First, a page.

MBTA construction workers conduct repairs near the agency's Wellington station in Medford on Aug. 22, 2022 during a month-long Orange Line maintenance shutdown. Photo courtesy of the MBTA

MBTA officials say the agency will enjoy the “longest period of labor stability since the 1980s” now that collective bargaining agreements are in place with every single affiliated labor union at the T.

The agency’s higher-ups and union bosses took a victory lap Wednesday after striking a deal with MBTA Plumbers, which they said represented the final collective bargaining agreement of 16 to be ratified.

Officials said it’s the first time since 2009 that all 28 MBTA worker unions have agreements in place at once, and that the four-year term for each contract will offer the longest stretch without any gaps in the last four decades.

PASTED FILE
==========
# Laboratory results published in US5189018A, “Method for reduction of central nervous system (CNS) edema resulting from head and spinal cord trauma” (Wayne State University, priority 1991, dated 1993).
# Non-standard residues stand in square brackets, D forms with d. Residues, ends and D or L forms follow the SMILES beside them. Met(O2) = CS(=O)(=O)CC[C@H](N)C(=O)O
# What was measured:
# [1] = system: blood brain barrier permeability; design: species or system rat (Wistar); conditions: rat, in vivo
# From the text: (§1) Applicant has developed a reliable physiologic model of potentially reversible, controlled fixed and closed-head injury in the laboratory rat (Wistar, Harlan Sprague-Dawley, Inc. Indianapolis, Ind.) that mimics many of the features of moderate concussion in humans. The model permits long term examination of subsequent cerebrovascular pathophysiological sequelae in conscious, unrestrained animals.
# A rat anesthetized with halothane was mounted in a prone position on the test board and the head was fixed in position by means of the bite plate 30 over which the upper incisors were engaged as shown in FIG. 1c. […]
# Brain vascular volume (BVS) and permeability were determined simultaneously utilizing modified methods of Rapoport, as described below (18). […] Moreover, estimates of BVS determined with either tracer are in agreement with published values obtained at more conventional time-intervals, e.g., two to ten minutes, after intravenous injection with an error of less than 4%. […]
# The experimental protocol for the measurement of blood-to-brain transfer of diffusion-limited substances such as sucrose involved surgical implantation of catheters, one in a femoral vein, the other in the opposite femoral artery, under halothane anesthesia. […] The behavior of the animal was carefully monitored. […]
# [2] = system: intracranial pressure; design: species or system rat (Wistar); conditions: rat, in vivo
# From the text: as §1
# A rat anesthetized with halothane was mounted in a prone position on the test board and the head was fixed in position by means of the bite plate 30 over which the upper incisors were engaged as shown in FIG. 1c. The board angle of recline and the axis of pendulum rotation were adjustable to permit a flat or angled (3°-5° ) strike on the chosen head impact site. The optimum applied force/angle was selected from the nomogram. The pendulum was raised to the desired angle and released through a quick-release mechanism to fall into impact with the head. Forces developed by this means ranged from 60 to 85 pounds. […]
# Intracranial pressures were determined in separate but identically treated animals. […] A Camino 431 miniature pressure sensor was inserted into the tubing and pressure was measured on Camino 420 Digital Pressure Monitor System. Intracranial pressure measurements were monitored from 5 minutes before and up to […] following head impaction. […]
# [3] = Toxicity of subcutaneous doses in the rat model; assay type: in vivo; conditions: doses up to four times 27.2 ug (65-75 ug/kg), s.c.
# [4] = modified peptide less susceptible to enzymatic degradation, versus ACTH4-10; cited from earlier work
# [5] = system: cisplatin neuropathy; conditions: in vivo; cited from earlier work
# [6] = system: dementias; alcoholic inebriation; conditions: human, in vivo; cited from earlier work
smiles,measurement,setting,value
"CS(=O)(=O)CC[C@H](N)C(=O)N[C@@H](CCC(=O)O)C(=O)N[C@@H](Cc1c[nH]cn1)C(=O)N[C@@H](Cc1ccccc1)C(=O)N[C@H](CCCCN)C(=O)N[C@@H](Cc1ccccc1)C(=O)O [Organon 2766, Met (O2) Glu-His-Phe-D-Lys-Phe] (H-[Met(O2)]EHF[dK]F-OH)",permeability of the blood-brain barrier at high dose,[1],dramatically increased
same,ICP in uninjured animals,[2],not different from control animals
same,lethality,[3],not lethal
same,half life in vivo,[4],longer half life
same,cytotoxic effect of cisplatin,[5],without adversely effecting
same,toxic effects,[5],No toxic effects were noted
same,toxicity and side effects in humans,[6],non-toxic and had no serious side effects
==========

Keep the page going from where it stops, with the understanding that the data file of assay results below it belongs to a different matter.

“The success of the MBTA depends on a well-trained, motivated and empowered workforce,” Gov. Maura Healey said in a statement. “That’s why, from day one, our administration has been committed to partnering with labor to efficiently secure agreements that ensure workers receive competitive wages and benefits and strengthen our efforts to recruit and retain the best talent.”

T leaders said the contracts were modeled on an agreement reached in August 2023 with Boston Carmen’s Union ATU Local 589, the largest workers’ union at the MBTA. That deal included pay raises, retention bonuses and more benefits, and officials have credited it as a linchpin of a hiring campaign that has increased the MBTA’s headcount by more than 1,100.

MBTA officials rolled out the news Wednesday with statements of support from T and Healey administration officials as well as a trio of top union leaders, including Massachusetts AFL-CIO President Chrissy Lynch.

Next Stop For T Workforce: ‘Labor Stability’

by State House News Service time to read: 1 min
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